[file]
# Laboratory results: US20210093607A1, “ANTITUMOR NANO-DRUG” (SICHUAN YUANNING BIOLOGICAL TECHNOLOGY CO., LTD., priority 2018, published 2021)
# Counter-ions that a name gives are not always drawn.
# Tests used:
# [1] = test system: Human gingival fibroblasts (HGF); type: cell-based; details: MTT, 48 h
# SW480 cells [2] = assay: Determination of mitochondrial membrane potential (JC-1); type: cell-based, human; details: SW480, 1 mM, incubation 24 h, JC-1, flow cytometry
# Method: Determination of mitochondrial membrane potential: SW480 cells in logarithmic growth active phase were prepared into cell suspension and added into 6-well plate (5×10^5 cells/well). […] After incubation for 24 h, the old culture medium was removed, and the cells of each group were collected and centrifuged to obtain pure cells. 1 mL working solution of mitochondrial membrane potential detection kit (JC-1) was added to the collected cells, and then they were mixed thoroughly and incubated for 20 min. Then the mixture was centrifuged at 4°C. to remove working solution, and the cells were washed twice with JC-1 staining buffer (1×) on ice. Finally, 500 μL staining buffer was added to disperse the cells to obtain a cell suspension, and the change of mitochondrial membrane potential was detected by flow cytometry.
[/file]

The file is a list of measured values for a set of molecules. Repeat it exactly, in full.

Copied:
# Laboratory results: US20210093607A1, “ANTITUMOR NANO-DRUG” (SICHUAN YUANNING BIOLOGICAL TECHNOLOGY CO., LTD., priority 2018, published 2021)
# Counter-ions that a name gives are not always drawn.
# Tests used:
# [1] = test system: Human gingival fibroblasts (HGF); type: cell-based; details: MTT, 48 h
# SW480 cells [2] = assay: Determination of mitochondrial membrane potential (JC-1); type: cell-based, human; details: SW480, 1 mM, incubation 24 h, JC-1, flow cytometry
# Method: Determination of mitochondrial membrane potential: SW480 cells in logarithmic growth active phase were prepared into cell suspension and added into 6-well plate (5×10^5 cells/well). […] After incubation for 24 h, the old culture medium was removed, and the cells of each group were collected and centrifuged to obtain pure cells. 1 mL working solution of mitochondrial membrane potential detection kit (JC-1) was added to the collected cells, and then they were mixed thoroughly and incubated for 20 min. Then the mixture was centrifuged at 4°C. to remove working solution, and the cells were washed twice with JC-1 staining buffer (1×) on ice. Finally, 500 μL staining buffer was added to disperse the cells to obtain a cell suspension, and the change of mitochondrial membrane potential was detected by flow cytometry.